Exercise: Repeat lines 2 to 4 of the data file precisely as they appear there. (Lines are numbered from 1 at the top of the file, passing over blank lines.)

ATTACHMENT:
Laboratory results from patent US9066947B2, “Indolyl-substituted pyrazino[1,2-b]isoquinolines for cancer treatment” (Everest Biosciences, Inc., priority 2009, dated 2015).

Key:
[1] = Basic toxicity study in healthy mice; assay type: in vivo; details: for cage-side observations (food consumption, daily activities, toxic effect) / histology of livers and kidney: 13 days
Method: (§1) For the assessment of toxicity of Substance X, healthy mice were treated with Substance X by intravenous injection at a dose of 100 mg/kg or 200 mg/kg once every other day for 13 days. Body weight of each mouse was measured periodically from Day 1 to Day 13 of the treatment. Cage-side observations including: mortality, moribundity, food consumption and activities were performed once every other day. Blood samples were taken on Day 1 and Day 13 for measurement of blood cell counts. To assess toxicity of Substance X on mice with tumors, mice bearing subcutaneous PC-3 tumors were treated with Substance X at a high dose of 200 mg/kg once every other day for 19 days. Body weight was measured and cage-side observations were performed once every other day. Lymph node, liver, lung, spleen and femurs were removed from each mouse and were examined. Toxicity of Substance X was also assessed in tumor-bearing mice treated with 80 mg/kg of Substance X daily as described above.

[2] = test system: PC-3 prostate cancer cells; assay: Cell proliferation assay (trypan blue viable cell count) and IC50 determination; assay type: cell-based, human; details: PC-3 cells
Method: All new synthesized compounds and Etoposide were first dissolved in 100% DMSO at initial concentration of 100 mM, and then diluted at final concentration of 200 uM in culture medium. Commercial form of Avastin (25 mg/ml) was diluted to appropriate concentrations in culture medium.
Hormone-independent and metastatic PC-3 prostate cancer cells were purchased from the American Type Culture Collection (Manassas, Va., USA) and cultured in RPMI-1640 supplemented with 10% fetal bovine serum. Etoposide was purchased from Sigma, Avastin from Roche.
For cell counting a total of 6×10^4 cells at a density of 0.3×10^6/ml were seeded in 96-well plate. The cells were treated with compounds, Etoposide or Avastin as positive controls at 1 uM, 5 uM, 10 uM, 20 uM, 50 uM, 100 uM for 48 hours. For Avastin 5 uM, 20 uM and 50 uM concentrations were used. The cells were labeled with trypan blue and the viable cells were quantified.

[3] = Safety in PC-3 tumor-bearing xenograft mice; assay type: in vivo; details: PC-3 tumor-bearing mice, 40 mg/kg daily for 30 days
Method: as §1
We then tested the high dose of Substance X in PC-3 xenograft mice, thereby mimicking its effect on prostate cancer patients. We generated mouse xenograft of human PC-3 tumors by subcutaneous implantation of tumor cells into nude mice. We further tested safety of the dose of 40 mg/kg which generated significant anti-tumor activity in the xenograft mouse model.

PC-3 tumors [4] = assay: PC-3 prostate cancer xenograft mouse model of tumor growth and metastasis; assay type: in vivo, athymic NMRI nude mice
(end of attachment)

Key:
[1] = Basic toxicity study in healthy mice; assay type: in vivo; details: for cage-side observations (food consumption, daily activities, toxic effect) / histology of livers and kidney: 13 days
Method: (§1) For the assessment of toxicity of Substance X, healthy mice were treated with Substance X by intravenous injection at a dose of 100 mg/kg or 200 mg/kg once every other day for 13 days. Body weight of each mouse was measured periodically from Day 1 to Day 13 of the treatment. Cage-side observations including: mortality, moribundity, food consumption and activities were performed once every other day. Blood samples were taken on Day 1 and Day 13 for measurement of blood cell counts. To assess toxicity of Substance X on mice with tumors, mice bearing subcutaneous PC-3 tumors were treated with Substance X at a high dose of 200 mg/kg once every other day for 19 days. Body weight was measured and cage-side observations were performed once every other day. Lymph node, liver, lung, spleen and femurs were removed from each mouse and were examined. Toxicity of Substance X was also assessed in tumor-bearing mice treated with 80 mg/kg of Substance X daily as described above.